The Motley Fool

As the ASX 200 falls again, here’s why everyone suddenly wants to be Warren Buffett

Until last month, Warren Buffett – one of the greatest investors of all time – wasn’t too popular.

After years of his company Berkshire Hathaway (NYSE: BRK.A) (NYSE: BRK.B) underperforming the S&P 500 and the broader US markets, investors were starting to question whether the great man had lost his magic touch.

This was a near 90-year-old investor with a famous non-interest in tech-related stocks after all – which have been some of the best-performing companies over the past decade. Not that Warren Buffett doesn’t like tech, he just has trouble understanding tech businesses – and Buffett notoriously only invests in what he understands.

So here’s Buffett, sitting on the sidelines hoarding cash, not investing in a stock market going gangbusters. In fact, by the end of last year, Berkshire Hathaway held the most cash it ever has in history – over US$128 billion. His fellow shareholders were beginning to scratch their heads, wondering why they were investing in a company that was not making money when everyone else was.

But my, how the tables have turned.

Today, the US markets and the S&P/ASX 200 Index (ASX: XJO) are down considerably from the highs we saw in February. And last month, we were looking at a market that was close to a 40% peak-to-trough drop (which has recovered somewhat since).

Suddenly, Buffett looked like a genius again – a genius with a US$128 billion war chest ready to put to work in a heavily sold-off market.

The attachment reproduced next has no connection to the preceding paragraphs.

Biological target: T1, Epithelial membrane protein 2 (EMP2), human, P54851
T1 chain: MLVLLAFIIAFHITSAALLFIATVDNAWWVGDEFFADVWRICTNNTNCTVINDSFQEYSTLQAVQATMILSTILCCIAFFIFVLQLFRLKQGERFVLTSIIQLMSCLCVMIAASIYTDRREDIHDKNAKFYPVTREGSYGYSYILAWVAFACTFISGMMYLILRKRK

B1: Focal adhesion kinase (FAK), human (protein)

Buffett’s magic touch

The thing is, this has happened before. In the 1999-2001 tech bubble, Buffett was doing exactly the same thing: hoarding cash while every other investor was enjoying a euphoric market. Buffett was also dismissed as an old man with no understanding of the coming internet boom.

But Buffett had the last laugh when the markets crashed back down to earth and he was able to deploy his war chest into cheap shares.

It’s a modus operandi that has helped him become one of the richest people on the planet.

So if you were wishing you had more cash to invest in shares last month, just think of what Buffett has been doing for the last few years. Patience is always a virtue, but it’s even more so in investing. So as the markets are hovering well above the lows that March brought, I think it’s a good time to get some more cash ready to go and build up a war chest of your own.

Foolish takeaway

We don’t know what will happen for the remainder of 2020. But I think there’s a significant possibility that we haven’t seen the last of the volatility that March brought us.

So if you’re putting money into shares thinking you’ve ‘missed the bottom’, think again. That’s not a path Buffett has ever taken, and maybe stocking up the rainy day fund once more might be a better idea.

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Sebastian Bowen has no position in any of the stocks mentioned. The Motley Fool Australia's parent company Motley Fool Holdings Inc. owns shares of and recommends Berkshire Hathaway (B shares) and recommends the following options: long January 2021 $200 calls on Berkshire Hathaway (B shares), short January 2021 $200 puts on Berkshire Hathaway (B shares), and short June 2020 $205 calls on Berkshire Hathaway (B shares). The Motley Fool Australia has recommended Berkshire Hathaway (B shares). We Fools may not all hold the same opinions, but we all believe that considering a diverse range of insights makes us better investors. The Motley Fool has a disclosure policy. This article contains general investment advice only (under AFSL 400691). Authorised by Scott Phillips.